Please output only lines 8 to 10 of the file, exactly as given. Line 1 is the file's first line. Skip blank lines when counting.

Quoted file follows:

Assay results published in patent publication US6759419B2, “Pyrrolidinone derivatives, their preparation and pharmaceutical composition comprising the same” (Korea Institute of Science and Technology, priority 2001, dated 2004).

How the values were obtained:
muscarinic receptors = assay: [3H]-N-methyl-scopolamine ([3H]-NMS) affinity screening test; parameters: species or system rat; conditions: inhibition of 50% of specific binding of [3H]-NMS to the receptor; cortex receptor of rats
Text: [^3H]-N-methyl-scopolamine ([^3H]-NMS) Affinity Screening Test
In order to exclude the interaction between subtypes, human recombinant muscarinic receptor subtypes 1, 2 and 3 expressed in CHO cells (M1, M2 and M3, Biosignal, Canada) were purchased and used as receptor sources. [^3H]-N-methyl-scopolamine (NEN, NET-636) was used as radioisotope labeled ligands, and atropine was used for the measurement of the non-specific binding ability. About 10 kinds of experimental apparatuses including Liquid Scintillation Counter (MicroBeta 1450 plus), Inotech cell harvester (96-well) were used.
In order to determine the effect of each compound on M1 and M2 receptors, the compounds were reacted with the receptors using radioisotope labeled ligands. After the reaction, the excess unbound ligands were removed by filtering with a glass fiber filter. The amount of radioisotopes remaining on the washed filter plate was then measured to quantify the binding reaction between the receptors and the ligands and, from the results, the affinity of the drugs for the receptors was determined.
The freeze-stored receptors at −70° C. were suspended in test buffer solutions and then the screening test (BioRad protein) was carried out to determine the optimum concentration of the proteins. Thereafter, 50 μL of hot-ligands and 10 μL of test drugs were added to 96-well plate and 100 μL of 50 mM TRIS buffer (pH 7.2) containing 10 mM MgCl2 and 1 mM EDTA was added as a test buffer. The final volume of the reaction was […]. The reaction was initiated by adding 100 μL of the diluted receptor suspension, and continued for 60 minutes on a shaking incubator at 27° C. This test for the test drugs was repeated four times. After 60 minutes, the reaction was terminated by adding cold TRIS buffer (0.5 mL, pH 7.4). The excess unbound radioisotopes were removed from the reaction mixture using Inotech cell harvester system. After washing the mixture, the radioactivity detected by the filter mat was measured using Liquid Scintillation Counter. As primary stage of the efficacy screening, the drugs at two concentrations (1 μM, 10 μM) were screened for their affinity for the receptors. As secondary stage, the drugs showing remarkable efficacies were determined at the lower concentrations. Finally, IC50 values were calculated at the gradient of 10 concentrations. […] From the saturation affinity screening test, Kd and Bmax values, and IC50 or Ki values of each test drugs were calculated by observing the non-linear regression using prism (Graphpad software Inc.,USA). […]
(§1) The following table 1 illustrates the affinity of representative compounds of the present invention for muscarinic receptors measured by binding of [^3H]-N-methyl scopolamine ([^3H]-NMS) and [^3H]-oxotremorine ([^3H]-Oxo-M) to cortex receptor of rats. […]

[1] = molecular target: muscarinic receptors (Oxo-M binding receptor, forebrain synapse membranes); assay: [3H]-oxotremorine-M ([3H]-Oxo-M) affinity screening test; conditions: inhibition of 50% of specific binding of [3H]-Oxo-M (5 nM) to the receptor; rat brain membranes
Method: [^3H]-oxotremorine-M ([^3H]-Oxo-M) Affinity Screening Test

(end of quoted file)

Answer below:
(§1) The following table 1 illustrates the affinity of representative compounds of the present invention for muscarinic receptors measured by binding of [^3H]-N-methyl scopolamine ([^3H]-NMS) and [^3H]-oxotremorine ([^3H]-Oxo-M) to cortex receptor of rats. […]

[1] = molecular target: muscarinic receptors (Oxo-M binding receptor, forebrain synapse membranes); assay: [3H]-oxotremorine-M ([3H]-Oxo-M) affinity screening test; conditions: inhibition of 50% of specific binding of [3H]-Oxo-M (5 nM) to the receptor; rat brain membranes
Method: [^3H]-oxotremorine-M ([^3H]-Oxo-M) Affinity Screening Test